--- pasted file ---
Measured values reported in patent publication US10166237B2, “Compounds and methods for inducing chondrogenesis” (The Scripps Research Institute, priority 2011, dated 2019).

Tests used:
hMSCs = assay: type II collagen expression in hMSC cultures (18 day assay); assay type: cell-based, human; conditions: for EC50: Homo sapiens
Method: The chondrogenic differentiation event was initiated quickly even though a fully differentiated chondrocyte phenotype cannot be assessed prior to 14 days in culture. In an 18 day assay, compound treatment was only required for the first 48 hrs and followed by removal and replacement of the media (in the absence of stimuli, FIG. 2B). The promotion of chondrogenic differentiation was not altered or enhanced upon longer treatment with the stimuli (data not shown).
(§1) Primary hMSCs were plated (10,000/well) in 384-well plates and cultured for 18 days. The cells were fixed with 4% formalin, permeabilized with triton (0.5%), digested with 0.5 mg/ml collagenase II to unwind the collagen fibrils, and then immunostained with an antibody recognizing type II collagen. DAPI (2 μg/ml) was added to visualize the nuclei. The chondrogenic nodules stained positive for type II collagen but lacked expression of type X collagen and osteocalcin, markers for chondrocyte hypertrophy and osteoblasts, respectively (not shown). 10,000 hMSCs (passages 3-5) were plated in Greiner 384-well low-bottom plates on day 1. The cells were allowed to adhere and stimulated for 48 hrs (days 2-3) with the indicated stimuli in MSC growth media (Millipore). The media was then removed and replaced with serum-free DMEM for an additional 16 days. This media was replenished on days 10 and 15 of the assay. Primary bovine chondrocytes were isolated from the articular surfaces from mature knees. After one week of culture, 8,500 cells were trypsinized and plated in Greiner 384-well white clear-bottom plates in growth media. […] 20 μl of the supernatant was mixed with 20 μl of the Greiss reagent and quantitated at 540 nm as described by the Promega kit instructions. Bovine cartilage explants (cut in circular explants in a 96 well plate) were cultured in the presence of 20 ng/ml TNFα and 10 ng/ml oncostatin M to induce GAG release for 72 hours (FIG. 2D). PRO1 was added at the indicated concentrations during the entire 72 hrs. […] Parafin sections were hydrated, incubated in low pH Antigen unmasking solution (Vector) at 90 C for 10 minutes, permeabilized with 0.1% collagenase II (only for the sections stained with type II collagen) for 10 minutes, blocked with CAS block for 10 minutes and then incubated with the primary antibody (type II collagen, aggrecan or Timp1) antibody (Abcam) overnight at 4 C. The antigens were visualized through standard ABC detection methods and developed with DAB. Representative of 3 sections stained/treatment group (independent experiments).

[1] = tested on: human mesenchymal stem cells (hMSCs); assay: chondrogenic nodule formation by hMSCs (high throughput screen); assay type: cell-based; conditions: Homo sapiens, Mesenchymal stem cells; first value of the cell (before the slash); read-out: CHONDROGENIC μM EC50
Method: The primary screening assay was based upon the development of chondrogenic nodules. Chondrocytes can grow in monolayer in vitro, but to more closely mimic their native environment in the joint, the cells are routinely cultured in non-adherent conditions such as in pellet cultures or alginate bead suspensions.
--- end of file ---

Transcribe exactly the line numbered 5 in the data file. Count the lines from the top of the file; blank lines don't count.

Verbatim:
(§1) Primary hMSCs were plated (10,000/well) in 384-well plates and cultured for 18 days. The cells were fixed with 4% formalin, permeabilized with triton (0.5%), digested with 0.5 mg/ml collagenase II to unwind the collagen fibrils, and then immunostained with an antibody recognizing type II collagen. DAPI (2 μg/ml) was added to visualize the nuclei. The chondrogenic nodules stained positive for type II collagen but lacked expression of type X collagen and osteocalcin, markers for chondrocyte hypertrophy and osteoblasts, respectively (not shown). 10,000 hMSCs (passages 3-5) were plated in Greiner 384-well low-bottom plates on day 1. The cells were allowed to adhere and stimulated for 48 hrs (days 2-3) with the indicated stimuli in MSC growth media (Millipore). The media was then removed and replaced with serum-free DMEM for an additional 16 days. This media was replenished on days 10 and 15 of the assay. Primary bovine chondrocytes were isolated from the articular surfaces from mature knees. After one week of culture, 8,500 cells were trypsinized and plated in Greiner 384-well white clear-bottom plates in growth media. […] 20 μl of the supernatant was mixed with 20 μl of the Greiss reagent and quantitated at 540 nm as described by the Promega kit instructions. Bovine cartilage explants (cut in circular explants in a 96 well plate) were cultured in the presence of 20 ng/ml TNFα and 10 ng/ml oncostatin M to induce GAG release for 72 hours (FIG. 2D). PRO1 was added at the indicated concentrations during the entire 72 hrs. […] Parafin sections were hydrated, incubated in low pH Antigen unmasking solution (Vector) at 90 C for 10 minutes, permeabilized with 0.1% collagenase II (only for the sections stained with type II collagen) for 10 minutes, blocked with CAS block for 10 minutes and then incubated with the primary antibody (type II collagen, aggrecan or Timp1) antibody (Abcam) overnight at 4 C. The antigens were visualized through standard ABC detection methods and developed with DAB. Representative of 3 sections stained/treatment group (independent experiments).